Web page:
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Are  your in your 60s, 70s or 80s?  Then  some of these rules from the 1940s, 50s and 60s around alcohol and drinking in Canada may sound familiar. 

 

Did You Know?

 

Younger adults are often unaware that when today’s seniors were growing up, people faced a large number of restrictive rules and regulations about alcohol.

The rules conveyed social and political attitudes of the time.  Drinking had an aura of "immorality" to it in many circles, or at least there was considerable social ambivalence about it.

These particular examples are drawn from Ontario from 1948 to early 1970s. But most of Canada had rules similar to these:

 

Until 1948

You could not consume liquor in bars or lounges (only beer).

Until 1951

You could not drink in your tent or trailer.

Until 1953

You could not buy food in a beer parlour.

Until 1957

You needed a permit book to purchase liquor, and you signed for your purchases.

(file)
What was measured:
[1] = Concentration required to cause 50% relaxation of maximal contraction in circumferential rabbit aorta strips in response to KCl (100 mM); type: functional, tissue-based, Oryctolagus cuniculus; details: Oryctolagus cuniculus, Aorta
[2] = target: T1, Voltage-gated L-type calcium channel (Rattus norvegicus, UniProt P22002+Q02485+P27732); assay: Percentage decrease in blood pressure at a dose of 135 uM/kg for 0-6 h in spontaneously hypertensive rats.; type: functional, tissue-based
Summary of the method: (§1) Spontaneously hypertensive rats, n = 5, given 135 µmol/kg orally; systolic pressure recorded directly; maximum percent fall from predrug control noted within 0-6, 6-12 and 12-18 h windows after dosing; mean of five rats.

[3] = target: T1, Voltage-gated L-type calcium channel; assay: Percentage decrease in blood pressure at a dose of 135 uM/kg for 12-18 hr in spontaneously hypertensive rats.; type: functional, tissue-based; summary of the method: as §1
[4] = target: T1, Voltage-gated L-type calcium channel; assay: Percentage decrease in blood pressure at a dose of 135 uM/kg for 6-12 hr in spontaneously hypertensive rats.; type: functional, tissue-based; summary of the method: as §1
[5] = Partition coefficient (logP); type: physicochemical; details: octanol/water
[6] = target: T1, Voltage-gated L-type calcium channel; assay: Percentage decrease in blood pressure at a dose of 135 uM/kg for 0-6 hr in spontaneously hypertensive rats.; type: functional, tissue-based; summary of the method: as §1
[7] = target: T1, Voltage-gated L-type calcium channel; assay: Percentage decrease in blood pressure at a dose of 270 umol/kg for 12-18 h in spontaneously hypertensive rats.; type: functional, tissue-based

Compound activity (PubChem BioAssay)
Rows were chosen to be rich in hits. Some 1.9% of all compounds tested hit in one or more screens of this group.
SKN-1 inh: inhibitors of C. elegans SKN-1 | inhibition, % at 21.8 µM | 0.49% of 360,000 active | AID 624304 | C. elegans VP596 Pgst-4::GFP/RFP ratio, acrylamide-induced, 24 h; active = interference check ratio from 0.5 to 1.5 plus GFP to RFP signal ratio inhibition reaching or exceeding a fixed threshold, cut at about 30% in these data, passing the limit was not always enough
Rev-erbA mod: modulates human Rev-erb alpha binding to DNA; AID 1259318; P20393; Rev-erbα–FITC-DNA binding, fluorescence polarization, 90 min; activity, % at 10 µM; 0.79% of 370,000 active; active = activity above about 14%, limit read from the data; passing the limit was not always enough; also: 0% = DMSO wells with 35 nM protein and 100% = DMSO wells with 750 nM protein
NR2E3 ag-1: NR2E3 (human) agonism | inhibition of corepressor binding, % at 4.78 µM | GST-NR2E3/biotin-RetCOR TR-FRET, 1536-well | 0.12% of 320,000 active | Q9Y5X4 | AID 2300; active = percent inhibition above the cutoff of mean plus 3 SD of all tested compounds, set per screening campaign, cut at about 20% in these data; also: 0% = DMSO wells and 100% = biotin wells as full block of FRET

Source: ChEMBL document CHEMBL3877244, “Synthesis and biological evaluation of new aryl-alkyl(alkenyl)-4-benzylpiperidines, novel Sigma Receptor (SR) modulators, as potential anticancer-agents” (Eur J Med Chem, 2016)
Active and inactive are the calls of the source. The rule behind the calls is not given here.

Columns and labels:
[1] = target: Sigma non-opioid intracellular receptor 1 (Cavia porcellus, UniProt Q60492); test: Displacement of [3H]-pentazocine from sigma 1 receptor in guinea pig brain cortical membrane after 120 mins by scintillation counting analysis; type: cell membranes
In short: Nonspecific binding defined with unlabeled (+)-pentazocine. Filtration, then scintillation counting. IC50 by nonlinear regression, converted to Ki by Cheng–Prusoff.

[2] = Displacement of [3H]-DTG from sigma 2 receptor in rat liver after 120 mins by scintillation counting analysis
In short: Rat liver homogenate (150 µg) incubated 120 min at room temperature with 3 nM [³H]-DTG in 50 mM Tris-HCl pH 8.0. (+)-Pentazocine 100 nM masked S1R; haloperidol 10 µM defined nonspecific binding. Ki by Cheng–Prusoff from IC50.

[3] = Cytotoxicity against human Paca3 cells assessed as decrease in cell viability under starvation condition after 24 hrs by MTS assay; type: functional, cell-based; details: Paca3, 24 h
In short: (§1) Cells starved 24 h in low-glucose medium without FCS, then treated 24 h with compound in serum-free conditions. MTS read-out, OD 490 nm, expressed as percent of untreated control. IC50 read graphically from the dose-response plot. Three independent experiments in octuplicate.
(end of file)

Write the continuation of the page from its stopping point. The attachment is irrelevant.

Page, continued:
This was replaced by permit cards, which were discontinued in 1962.

Until 1960

You could not have a bottle of liquor anywhere but in your own residence.

That meant technically it was  illegal to transport your liquor purchase even from the liquor store to your home. *

 

Until 1970

Licensed premises were segregatedówith an entrance for "Men" and one for "Ladies and Escorts".

A man could not  enter the Ladies  and Escorts side by himself (only  if he was accompanying a woman).

From: Smart, R.G. & Osbourne, A.C. (1986) Northern Spirits: Drinking in Canada, Then and Now (Toronto: Addiction Research Foundation)

 

Note : * In some Canadian communities,  this lead to the practice of "polishing off the bottle".

Page last updated Thursday July 07, 2005

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